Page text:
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Immunobiology

Novel role for galectin-1 in T-cells under physiological and pathological conditions.


PMID 25468561

Abstract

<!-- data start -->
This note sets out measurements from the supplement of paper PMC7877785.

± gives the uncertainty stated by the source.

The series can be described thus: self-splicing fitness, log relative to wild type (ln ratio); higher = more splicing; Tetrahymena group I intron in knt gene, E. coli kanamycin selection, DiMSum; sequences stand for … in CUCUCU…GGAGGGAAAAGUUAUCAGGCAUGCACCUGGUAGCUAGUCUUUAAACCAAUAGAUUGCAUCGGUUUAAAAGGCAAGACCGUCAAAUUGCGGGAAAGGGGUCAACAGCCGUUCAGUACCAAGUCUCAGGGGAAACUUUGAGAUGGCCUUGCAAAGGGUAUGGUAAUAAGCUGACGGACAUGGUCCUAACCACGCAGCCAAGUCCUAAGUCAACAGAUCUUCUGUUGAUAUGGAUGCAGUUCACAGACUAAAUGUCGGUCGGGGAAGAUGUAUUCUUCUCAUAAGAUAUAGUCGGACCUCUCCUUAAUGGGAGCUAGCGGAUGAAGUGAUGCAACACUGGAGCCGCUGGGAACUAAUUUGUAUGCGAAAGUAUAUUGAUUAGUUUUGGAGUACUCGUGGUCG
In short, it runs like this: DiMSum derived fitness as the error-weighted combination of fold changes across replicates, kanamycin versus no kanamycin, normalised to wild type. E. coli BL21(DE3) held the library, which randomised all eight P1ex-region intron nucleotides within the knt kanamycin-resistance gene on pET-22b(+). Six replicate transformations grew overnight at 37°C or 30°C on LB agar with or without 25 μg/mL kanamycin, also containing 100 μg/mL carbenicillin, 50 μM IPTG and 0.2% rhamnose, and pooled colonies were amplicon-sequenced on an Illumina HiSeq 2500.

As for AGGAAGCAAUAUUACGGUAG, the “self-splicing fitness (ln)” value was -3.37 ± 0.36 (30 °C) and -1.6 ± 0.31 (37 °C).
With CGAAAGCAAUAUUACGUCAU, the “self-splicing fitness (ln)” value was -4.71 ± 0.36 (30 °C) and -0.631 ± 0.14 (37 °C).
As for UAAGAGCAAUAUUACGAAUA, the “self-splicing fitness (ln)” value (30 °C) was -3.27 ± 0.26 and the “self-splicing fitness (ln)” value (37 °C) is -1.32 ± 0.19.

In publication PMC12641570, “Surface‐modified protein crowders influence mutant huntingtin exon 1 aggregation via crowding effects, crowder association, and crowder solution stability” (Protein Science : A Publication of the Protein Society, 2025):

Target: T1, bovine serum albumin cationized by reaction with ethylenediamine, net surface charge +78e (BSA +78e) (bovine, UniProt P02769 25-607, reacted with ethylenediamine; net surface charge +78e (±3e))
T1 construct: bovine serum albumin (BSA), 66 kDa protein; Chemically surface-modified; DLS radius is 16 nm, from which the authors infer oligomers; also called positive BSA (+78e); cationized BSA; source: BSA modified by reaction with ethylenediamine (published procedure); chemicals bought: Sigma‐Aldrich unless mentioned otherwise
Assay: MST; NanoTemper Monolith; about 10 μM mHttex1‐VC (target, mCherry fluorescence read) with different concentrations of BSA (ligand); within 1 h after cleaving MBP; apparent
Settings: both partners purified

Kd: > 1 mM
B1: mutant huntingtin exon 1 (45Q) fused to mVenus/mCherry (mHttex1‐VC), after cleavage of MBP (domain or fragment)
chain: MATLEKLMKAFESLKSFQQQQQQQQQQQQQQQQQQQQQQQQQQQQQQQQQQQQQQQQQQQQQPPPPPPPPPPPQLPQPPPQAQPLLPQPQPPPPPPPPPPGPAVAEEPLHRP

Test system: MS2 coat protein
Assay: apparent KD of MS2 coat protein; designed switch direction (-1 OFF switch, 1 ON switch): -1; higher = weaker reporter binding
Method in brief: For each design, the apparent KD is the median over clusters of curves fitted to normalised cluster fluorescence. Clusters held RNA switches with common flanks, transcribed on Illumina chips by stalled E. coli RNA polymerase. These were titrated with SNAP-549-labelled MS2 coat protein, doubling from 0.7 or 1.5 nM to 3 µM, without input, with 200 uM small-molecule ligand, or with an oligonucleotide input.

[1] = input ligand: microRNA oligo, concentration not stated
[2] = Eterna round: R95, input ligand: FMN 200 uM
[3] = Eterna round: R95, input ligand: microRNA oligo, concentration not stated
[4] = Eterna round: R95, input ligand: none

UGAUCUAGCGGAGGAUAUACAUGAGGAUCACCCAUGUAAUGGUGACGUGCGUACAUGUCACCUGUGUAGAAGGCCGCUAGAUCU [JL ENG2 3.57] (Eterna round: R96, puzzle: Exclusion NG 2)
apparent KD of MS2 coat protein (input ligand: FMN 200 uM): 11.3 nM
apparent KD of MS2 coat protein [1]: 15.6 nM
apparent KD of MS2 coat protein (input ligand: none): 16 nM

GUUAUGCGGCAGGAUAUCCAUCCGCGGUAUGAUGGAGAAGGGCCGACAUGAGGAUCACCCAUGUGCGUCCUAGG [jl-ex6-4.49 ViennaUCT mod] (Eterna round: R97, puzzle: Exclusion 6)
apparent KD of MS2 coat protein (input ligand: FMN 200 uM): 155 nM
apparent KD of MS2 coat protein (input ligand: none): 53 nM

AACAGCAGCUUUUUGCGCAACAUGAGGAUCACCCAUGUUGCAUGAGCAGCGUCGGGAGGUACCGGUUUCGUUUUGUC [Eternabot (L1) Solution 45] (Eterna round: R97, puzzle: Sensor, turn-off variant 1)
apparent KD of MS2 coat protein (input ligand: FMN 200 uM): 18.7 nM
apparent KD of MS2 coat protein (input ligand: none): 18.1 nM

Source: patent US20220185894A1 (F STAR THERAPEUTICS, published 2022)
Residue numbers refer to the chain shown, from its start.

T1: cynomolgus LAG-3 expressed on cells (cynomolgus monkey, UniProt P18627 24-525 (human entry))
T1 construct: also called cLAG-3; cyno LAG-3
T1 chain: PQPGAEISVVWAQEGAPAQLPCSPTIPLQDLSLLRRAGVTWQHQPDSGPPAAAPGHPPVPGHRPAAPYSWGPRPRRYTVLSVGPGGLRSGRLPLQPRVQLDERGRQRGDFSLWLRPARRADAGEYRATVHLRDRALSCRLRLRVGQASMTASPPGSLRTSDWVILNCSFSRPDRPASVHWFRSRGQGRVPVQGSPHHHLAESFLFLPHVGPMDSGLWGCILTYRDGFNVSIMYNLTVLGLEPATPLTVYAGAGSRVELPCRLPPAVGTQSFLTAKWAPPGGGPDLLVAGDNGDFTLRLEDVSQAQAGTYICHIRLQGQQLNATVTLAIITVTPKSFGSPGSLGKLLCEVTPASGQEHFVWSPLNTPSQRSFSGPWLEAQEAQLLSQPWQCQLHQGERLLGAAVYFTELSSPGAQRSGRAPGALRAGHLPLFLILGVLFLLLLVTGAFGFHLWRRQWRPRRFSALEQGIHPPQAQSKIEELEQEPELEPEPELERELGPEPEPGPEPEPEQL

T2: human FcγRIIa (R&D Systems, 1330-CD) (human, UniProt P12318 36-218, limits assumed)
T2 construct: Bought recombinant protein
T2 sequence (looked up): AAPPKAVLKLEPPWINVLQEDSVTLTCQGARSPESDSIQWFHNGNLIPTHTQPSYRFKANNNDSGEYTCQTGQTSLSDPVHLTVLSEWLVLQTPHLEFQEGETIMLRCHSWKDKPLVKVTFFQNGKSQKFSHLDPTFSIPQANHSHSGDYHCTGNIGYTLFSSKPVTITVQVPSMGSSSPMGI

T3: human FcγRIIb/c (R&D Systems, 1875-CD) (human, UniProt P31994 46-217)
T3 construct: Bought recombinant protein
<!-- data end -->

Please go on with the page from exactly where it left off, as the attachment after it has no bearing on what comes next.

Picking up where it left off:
Secreted, extracellular galectin-1 (exGal-1) but not intracellular Gal-1 (inGal-1) has been described as a strong immunosuppressive protein due to its major activity of inducing apoptosis of activated T-cells. It has previously been reported that T-cells express Gal-1 upon activation, however its participation in T-cell functions has remained largely elusive. To determine function of Gal-1 expressed by activated T-cells we have carried out a series of experiments. We have shown that Gal-1, expressed in Gal-1-transgenic Jurkat cells or in activated T-cells, remained intracellularly indicating that Gal-1-induced T-cell death was not a result of an autocrine effect of the de novo expressed Gal-1. Rather, a particular consequence of the inGal-1 expression was that T-cells became more sensitive to exGal-1 added either as a soluble protein or bound to the surface of a Gal-1-secreting effector cell. This was also verified when the susceptibility of activated T-cells from wild type or Gal-1 knockout mice to Gal-1-induced apoptosis were compared. Murine T-cells expressing Gal-1 were more sensitive to the cytotoxicity of the exGal-1 than their Gal-1 knockout counterparts. We also conducted a study with activated T-cells from patients with systemic lupus erythematosus (SLE), a disease in which dysregulated T-cell apoptosis has been well described. SLE T-cells expressed lower amounts of Gal-1 than healthy T-cells and were less sensitive to exGal-1. These results suggested a novel role of inGal-1 in T-cells as a regulator of T-cell response to exGal-1, and its likely contribution to the mechanism in T-cell apoptosis deficiency in lupus.